GOMEL, BLESSING OF
GOMEL, BLESSING OF (Heb. בִּרְכַּת הַגּוֹמֵל, i.e., "He who bestows"), a thanksgiving benediction recited by those who have been saved from acute danger to life. Those who have crossed the sea or a wilderness, have recovered from illness, or been released from prison are especially obligated to pronounce this blessing (Ber. 54b). The Talmud (ibid.) derives the duty to recite the Gomel from the verses: "Let them give thanks unto the Lord for His mercy, And for His wonderful works to the children of men!" (Ps. 107:8, 15, 21,31); and "Let them exalt Him also in the assembly of the people, And praise Him in the seat of the elders" (Ps. 107:32). The blessing should preferably be said in the presence of ten men (an "assembly of the people"), two of whom should be rabbis (recited at the "seat of the elders"; Sh. Ar., OḤ 219:3), and should be pronounced within three days after the person has been delivered from danger. It has become customary to recite this blessing after being called to the Reading of the Law in the synagogue on Mondays, Thursdays, or Sabbaths. In many communities it is recited by women after childbirth in front of the Ark after the service. The wording suggested by the Talmud is: "Blessed is He who bestows lovingkindness" (Ber. 54b). The accepted text for the benediction is "Blessed art Thou… Who doest good unto the undeserving, and Who hast dealt kindly with me" (Yad, Berakhot 10:8). The congregation responds "He who hath shown thee kindness, may He deal kindly with thee for ever" (Hertz, Prayer, 487). A Gomel benediction can be recited by an entire community. In Israel, this benediction is also recited by military reservists after a stretch of active service.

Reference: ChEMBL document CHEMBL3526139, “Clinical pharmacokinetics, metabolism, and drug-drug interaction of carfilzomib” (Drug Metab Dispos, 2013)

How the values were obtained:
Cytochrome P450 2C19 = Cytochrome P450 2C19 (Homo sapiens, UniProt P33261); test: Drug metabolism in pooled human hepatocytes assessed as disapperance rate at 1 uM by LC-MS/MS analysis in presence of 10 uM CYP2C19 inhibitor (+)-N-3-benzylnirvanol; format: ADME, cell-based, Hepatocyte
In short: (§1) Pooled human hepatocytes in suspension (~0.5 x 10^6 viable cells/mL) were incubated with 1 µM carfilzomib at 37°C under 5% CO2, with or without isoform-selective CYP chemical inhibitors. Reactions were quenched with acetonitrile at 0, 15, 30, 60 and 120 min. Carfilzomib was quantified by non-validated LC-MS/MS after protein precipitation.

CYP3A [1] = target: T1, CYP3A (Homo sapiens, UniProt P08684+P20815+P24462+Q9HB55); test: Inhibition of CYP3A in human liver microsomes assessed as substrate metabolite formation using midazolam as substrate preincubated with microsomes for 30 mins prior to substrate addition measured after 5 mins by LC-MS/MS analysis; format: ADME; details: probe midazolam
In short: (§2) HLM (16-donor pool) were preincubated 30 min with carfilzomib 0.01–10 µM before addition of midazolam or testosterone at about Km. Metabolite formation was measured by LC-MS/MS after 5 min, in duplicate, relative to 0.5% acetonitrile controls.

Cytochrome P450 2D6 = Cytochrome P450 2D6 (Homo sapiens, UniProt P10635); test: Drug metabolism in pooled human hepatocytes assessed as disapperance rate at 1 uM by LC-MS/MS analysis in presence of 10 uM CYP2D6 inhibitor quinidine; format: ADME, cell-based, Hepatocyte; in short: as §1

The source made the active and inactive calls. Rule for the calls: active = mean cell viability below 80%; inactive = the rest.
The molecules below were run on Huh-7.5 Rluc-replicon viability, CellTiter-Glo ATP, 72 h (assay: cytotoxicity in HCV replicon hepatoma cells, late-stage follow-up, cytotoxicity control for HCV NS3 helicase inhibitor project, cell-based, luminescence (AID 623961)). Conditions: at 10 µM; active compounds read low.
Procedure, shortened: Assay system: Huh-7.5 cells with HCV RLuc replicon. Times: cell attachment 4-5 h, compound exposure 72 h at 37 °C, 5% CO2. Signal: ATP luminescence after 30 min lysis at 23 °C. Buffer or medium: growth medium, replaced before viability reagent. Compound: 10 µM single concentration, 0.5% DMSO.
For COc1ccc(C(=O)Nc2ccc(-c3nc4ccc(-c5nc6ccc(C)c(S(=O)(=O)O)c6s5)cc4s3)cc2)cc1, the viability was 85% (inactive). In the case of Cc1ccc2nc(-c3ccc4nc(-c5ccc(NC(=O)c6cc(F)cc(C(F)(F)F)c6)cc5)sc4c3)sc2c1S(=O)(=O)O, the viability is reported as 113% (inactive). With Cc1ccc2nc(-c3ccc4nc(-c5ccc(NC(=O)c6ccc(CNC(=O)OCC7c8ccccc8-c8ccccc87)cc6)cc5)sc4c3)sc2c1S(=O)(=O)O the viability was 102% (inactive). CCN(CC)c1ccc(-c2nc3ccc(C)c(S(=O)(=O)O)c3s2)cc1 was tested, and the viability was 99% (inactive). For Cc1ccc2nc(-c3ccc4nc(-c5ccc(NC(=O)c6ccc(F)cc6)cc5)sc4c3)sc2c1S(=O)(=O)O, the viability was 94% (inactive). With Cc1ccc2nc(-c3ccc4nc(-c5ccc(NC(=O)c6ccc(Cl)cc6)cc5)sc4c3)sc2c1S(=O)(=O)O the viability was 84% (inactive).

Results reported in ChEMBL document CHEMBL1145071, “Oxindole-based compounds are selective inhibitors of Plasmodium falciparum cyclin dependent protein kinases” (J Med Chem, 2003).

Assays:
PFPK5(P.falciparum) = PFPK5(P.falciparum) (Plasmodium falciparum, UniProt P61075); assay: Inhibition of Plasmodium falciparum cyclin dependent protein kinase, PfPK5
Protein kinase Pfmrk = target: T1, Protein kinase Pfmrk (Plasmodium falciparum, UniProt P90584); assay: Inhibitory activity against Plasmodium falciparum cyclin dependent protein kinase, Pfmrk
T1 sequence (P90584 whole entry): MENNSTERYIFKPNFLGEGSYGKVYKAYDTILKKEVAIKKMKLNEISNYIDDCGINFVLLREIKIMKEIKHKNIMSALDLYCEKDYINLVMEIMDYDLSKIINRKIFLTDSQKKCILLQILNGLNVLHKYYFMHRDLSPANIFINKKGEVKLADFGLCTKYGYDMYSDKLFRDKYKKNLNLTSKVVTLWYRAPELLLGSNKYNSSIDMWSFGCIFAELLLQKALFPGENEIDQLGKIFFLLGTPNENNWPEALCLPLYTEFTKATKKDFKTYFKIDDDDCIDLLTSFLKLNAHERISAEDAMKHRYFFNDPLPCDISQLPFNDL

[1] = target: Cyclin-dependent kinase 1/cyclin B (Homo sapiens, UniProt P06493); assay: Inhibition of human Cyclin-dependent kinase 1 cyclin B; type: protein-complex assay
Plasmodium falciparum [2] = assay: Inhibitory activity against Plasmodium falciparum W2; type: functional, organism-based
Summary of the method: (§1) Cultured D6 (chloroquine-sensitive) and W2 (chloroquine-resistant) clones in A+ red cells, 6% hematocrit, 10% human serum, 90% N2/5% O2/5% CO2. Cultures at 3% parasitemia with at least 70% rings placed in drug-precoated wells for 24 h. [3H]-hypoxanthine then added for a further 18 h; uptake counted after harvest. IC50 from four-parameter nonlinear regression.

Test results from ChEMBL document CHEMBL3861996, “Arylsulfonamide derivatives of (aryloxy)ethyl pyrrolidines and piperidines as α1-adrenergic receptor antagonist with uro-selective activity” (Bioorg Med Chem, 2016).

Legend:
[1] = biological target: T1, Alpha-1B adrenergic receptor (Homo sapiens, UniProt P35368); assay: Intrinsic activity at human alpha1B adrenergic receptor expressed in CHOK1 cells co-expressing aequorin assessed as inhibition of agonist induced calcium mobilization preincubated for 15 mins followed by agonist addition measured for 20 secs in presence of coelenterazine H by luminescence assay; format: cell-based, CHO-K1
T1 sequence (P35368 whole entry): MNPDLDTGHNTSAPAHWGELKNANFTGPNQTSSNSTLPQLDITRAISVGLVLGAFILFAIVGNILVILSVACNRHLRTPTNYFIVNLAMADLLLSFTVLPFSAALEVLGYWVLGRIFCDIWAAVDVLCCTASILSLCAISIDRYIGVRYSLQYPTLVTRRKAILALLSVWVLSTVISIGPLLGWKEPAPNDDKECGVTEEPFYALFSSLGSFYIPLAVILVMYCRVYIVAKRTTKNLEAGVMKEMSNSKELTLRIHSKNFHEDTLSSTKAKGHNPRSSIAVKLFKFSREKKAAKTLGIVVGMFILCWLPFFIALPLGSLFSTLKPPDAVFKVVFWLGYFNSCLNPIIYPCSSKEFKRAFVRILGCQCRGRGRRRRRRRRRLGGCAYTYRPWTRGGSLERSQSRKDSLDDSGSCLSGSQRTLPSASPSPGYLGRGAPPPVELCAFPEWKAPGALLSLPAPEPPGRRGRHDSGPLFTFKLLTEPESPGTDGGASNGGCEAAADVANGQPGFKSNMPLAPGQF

Idelsohn, Liturgy, 114f.
Source: Encyclopaedia Judaica. © 2008 The Gale Group. All Rights Reserved.